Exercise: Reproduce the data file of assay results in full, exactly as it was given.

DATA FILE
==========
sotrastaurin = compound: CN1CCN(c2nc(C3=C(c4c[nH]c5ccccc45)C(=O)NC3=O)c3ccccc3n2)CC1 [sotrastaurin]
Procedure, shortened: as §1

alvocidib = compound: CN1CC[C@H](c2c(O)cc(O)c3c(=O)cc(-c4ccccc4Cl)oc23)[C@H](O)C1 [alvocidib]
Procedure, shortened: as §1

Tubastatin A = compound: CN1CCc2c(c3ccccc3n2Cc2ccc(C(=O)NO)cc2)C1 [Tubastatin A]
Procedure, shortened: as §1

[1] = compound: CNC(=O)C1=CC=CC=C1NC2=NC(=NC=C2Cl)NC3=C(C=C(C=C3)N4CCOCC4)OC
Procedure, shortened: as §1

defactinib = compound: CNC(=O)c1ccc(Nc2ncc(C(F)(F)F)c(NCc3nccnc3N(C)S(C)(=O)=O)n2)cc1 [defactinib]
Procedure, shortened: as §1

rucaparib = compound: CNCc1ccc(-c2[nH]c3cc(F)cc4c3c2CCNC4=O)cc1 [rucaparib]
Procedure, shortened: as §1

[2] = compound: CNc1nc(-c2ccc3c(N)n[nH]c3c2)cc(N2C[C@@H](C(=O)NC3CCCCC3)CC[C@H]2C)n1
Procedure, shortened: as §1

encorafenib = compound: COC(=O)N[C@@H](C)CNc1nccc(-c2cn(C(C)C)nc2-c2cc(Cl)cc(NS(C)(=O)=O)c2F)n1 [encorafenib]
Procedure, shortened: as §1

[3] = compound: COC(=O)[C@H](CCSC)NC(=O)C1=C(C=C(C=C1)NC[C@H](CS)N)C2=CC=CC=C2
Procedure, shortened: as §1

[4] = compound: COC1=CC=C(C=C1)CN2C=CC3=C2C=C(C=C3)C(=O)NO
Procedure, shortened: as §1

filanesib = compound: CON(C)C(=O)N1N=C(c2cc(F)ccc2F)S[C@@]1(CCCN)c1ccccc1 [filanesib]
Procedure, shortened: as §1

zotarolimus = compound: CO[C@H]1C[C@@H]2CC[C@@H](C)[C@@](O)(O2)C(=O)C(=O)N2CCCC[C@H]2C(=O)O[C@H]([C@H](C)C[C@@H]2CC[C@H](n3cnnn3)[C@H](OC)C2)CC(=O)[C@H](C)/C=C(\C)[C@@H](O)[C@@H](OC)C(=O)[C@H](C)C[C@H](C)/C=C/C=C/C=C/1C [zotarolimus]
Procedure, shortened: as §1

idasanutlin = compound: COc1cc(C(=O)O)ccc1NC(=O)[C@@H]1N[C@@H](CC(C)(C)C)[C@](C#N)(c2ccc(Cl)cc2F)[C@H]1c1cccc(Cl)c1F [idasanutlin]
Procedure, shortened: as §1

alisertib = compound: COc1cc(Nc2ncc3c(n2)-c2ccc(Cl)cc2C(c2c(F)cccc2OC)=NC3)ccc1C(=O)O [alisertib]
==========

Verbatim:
sotrastaurin = compound: CN1CCN(c2nc(C3=C(c4c[nH]c5ccccc45)C(=O)NC3=O)c3ccccc3n2)CC1 [sotrastaurin]
Procedure, shortened: as §1

alvocidib = compound: CN1CC[C@H](c2c(O)cc(O)c3c(=O)cc(-c4ccccc4Cl)oc23)[C@H](O)C1 [alvocidib]
Procedure, shortened: as §1

Tubastatin A = compound: CN1CCc2c(c3ccccc3n2Cc2ccc(C(=O)NO)cc2)C1 [Tubastatin A]
Procedure, shortened: as §1

[1] = compound: CNC(=O)C1=CC=CC=C1NC2=NC(=NC=C2Cl)NC3=C(C=C(C=C3)N4CCOCC4)OC
Procedure, shortened: as §1

defactinib = compound: CNC(=O)c1ccc(Nc2ncc(C(F)(F)F)c(NCc3nccnc3N(C)S(C)(=O)=O)n2)cc1 [defactinib]
Procedure, shortened: as §1

rucaparib = compound: CNCc1ccc(-c2[nH]c3cc(F)cc4c3c2CCNC4=O)cc1 [rucaparib]
Procedure, shortened: as §1

[2] = compound: CNc1nc(-c2ccc3c(N)n[nH]c3c2)cc(N2C[C@@H](C(=O)NC3CCCCC3)CC[C@H]2C)n1
Procedure, shortened: as §1

encorafenib = compound: COC(=O)N[C@@H](C)CNc1nccc(-c2cn(C(C)C)nc2-c2cc(Cl)cc(NS(C)(=O)=O)c2F)n1 [encorafenib]
Procedure, shortened: as §1

[3] = compound: COC(=O)[C@H](CCSC)NC(=O)C1=C(C=C(C=C1)NC[C@H](CS)N)C2=CC=CC=C2
Procedure, shortened: as §1

[4] = compound: COC1=CC=C(C=C1)CN2C=CC3=C2C=C(C=C3)C(=O)NO
Procedure, shortened: as §1

filanesib = compound: CON(C)C(=O)N1N=C(c2cc(F)ccc2F)S[C@@]1(CCCN)c1ccccc1 [filanesib]
Procedure, shortened: as §1

zotarolimus = compound: CO[C@H]1C[C@@H]2CC[C@@H](C)[C@@](O)(O2)C(=O)C(=O)N2CCCC[C@H]2C(=O)O[C@H]([C@H](C)C[C@@H]2CC[C@H](n3cnnn3)[C@H](OC)C2)CC(=O)[C@H](C)/C=C(\C)[C@@H](O)[C@@H](OC)C(=O)[C@H](C)C[C@H](C)/C=C/C=C/C=C/1C [zotarolimus]
Procedure, shortened: as §1

idasanutlin = compound: COc1cc(C(=O)O)ccc1NC(=O)[C@@H]1N[C@@H](CC(C)(C)C)[C@](C#N)(c2ccc(Cl)cc2F)[C@H]1c1cccc(Cl)c1F [idasanutlin]
Procedure, shortened: as §1

alisertib = compound: COc1cc(Nc2ncc3c(n2)-c2ccc(Cl)cc2C(c2c(F)cccc2OC)=NC3)ccc1C(=O)O [alisertib]